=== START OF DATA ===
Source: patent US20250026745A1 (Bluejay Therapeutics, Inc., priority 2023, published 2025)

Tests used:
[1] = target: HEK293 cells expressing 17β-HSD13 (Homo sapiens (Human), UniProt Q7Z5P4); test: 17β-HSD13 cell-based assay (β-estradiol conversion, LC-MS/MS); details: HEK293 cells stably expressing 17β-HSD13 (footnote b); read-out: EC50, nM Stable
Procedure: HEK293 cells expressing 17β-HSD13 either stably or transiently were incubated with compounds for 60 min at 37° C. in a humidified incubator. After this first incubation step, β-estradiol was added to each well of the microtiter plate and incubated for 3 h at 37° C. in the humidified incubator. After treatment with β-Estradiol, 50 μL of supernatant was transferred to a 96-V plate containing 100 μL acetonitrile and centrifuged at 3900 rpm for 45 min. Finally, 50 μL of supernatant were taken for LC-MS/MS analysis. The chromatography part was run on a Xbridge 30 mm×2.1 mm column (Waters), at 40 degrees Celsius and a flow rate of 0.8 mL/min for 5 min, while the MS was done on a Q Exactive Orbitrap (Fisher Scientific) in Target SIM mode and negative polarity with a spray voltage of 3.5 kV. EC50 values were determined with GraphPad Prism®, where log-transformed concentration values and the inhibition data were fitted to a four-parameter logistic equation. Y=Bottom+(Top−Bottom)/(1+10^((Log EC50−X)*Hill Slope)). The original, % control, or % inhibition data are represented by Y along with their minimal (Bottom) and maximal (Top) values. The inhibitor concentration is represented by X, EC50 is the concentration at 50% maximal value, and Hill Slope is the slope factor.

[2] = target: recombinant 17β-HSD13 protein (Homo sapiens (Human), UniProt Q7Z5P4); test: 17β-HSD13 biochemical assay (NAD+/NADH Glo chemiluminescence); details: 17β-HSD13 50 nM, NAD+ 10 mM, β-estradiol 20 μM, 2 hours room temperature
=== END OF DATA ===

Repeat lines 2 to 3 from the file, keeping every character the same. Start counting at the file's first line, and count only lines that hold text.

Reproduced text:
Tests used:
[1] = target: HEK293 cells expressing 17β-HSD13 (Homo sapiens (Human), UniProt Q7Z5P4); test: 17β-HSD13 cell-based assay (β-estradiol conversion, LC-MS/MS); details: HEK293 cells stably expressing 17β-HSD13 (footnote b); read-out: EC50, nM Stable